You get the feeling it would have been good to sink a couple of pints with RC. It’s in the details he picks up on whether he’s telling us the stories of working class victories or defeats or when he’s relating the extent of the absolute idiocy of the Colonel Blimp protagonists. Take the meeting in Moscow in the summer of 1939, where a representative from both the French and British governments came to see what possible negotiations could be made with Russia. Naturally on meeting they gave their names, and when the British representative came to give his, “Soviet statesmen sat bewildered as he told him he was none other than Admiral Sir Reginald Aylmer Ranfurty Plunket-Ernle-Erle-Drax. He went on to regale them with a list of his various honours and had just reached the Order of the Bath, when one of the Russians politely inquired why the Order had gained such a peculiar title. Alas, the noble admiral did not know. On the spur of the moment he invented a story: in the Middle Ages the monarchs and their nobles enjoyed hunting. This made them dirty, and therefore afterwards they needed a wash. On hearing this explanation, the Soviet delegation fell about in laughter, presumably muttering to one another, “it’s a right one they have sent us here, tovarish.”” The war ends with a far less amusing meeting, the big three, Russia, Britain and the US divvy up the spoils: friendships born of the “cohesive power of impending plunder”. All the death and misery and all the hardship still to come and it’s decided in seconds. Churchill passes Stalin a swiftly written note, suggesting the percentage spoils. It’s translated. Stalin draws a large, decisive tick with his blue pencil. Churchill is sickeningly smug as he relates this story.

There has long been an unsavory fascination with the Second World War, a mountain of books, documentaries and a dubious trade in memorabilia. War ‘scholars’ go in to the most bizarre minutiae of detail: War Paint: Volume 3 Colours and Markings of British Army Vehicles 1903-2003, that’s an actual book, honest. What sort of a person reads this stuff? Would these obsessives be among the 15% of trained, combat-riflemen who actually fired their weapons in battle? Research has told that the rest don’t fire, even when their own lives are in direct danger. RC urges us to think on the casualties of the world wars otherwise. To urge people to kill each other takes an extraordinary amount of callous discipline, including the murder of your own men for insubordination (many died in the ice-house). And, of course, it takes a disgusting concoct of lies. Read Ray Challinor’s, The Struggle for Hearts and Minds, to learn the truth, not just about the Second World War, but of the eternal truth about war: They were bombing Iraqi villages in 1923.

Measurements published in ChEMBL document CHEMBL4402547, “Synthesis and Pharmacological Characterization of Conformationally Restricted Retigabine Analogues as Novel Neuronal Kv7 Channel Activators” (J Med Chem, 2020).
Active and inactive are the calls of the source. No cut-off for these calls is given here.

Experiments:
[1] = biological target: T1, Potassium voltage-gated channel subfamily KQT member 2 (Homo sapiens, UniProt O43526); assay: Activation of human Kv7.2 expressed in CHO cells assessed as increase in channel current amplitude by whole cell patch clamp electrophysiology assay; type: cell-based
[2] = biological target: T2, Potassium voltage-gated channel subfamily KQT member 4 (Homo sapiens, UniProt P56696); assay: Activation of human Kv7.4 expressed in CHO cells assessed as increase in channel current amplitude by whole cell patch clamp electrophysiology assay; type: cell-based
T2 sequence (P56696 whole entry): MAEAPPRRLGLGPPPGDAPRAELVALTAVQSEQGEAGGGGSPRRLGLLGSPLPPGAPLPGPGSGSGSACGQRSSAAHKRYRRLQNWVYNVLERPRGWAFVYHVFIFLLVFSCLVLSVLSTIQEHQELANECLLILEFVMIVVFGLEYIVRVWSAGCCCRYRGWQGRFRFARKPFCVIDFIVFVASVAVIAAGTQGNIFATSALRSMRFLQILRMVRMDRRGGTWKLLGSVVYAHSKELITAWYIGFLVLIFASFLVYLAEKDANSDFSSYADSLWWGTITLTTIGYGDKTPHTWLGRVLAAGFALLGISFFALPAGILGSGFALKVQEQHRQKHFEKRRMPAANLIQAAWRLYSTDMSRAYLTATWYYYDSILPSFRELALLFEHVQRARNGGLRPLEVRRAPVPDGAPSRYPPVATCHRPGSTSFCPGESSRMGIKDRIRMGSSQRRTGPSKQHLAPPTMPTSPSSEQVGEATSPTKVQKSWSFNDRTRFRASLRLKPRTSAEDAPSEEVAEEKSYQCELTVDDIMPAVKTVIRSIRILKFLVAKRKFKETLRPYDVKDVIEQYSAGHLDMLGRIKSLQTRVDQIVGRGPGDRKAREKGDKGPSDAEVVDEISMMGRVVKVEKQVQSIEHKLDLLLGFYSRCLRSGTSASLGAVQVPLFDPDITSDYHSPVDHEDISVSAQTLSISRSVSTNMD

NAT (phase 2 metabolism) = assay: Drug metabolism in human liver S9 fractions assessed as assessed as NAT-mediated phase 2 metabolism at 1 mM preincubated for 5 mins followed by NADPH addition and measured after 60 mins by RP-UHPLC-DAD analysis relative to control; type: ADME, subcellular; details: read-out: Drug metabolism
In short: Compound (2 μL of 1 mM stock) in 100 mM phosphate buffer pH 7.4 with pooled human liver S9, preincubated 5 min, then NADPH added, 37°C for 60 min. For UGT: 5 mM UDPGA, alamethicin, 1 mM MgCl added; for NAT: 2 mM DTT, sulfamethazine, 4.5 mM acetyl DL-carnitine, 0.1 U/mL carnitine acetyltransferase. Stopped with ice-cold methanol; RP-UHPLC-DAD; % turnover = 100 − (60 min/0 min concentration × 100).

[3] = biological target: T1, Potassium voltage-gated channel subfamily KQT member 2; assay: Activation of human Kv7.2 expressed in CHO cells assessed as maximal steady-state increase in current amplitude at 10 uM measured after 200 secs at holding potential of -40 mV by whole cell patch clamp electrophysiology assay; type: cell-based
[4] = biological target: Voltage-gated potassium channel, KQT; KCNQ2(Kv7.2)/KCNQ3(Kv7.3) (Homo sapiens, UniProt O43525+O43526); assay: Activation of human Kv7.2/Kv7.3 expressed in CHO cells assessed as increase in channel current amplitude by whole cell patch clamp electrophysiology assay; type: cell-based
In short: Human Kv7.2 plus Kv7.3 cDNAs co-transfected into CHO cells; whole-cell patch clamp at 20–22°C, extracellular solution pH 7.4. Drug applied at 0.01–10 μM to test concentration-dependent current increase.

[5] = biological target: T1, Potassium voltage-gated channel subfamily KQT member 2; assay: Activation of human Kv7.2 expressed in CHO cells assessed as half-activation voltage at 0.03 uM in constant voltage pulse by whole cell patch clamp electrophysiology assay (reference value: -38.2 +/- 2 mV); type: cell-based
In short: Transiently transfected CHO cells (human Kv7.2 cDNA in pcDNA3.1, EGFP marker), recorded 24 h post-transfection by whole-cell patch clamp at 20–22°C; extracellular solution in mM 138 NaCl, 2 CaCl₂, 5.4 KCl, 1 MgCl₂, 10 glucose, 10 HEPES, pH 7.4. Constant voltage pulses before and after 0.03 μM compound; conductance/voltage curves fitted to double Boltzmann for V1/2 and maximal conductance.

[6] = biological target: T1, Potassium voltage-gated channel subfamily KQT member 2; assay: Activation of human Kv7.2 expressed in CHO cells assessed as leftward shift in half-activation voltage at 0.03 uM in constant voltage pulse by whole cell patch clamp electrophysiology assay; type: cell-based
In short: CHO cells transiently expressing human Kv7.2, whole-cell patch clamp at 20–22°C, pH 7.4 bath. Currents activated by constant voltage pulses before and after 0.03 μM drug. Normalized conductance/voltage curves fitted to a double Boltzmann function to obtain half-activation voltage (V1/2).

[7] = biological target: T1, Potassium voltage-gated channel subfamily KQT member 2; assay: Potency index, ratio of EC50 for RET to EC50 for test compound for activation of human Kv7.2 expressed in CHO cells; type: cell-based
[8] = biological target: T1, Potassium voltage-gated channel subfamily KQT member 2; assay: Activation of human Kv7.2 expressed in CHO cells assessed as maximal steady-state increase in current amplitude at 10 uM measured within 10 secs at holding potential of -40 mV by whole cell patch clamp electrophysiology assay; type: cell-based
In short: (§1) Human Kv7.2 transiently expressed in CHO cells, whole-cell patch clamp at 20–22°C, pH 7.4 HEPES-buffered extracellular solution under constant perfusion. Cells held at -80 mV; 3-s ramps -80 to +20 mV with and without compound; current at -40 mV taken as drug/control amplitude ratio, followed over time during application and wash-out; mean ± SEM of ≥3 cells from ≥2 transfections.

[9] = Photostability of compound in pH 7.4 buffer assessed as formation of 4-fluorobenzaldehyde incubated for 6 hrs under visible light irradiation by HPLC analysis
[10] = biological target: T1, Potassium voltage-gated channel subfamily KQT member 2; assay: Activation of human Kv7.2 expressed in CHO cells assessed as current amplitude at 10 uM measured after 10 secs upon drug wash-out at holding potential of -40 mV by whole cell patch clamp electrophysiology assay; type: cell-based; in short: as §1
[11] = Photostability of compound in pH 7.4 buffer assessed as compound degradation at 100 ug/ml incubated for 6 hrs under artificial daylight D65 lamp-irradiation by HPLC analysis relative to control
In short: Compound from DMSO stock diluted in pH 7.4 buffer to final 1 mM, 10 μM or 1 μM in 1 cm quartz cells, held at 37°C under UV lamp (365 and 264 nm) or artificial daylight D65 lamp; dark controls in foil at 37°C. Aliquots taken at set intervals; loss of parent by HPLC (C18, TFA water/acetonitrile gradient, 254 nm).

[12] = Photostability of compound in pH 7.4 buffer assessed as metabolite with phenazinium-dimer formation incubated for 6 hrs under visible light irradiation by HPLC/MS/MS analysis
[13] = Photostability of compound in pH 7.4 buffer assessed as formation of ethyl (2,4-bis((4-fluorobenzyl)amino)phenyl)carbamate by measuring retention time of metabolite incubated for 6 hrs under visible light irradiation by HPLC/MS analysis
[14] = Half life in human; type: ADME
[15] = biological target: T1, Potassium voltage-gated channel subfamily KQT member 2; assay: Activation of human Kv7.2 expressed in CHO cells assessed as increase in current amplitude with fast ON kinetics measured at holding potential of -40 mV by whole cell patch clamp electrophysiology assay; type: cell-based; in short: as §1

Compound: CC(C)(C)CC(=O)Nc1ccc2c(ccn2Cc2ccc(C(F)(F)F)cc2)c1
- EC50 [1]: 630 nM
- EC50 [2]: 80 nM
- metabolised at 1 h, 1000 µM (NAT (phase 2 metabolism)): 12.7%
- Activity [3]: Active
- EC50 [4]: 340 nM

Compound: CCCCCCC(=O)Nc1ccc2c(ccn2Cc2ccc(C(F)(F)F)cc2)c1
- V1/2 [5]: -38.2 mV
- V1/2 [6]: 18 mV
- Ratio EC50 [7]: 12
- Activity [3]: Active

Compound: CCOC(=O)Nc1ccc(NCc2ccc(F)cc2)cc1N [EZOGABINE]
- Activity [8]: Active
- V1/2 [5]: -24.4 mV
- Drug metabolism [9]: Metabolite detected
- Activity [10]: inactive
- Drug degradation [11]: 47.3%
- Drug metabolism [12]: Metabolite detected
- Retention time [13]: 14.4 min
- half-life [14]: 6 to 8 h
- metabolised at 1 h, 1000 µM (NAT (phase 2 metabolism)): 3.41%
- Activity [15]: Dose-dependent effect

Book Details [amazon asin=0956817610&text=Buy Now&thumb=/wp-content/uploads/2014/04/amazon-buy-button-sml.png]

3 Comments

  • Anonymous says:

    Anyone who can talk about taking sickies and its connection to world war is talking the kind of politics I can get going with. Sharon, when's the next meeting? OTL

  • Soon again, I hope Ben. This is good, there is footage from Saturday night at OLSX where Matthew Horne, mentioned above, says, "I see no justification of war since the Second World War, the second World War was a different story" We need get a copy of the book to him. See my faeces book page.

  • When I say good, I mean that I hadn't misinterpreted his comment I used at the beginning of this.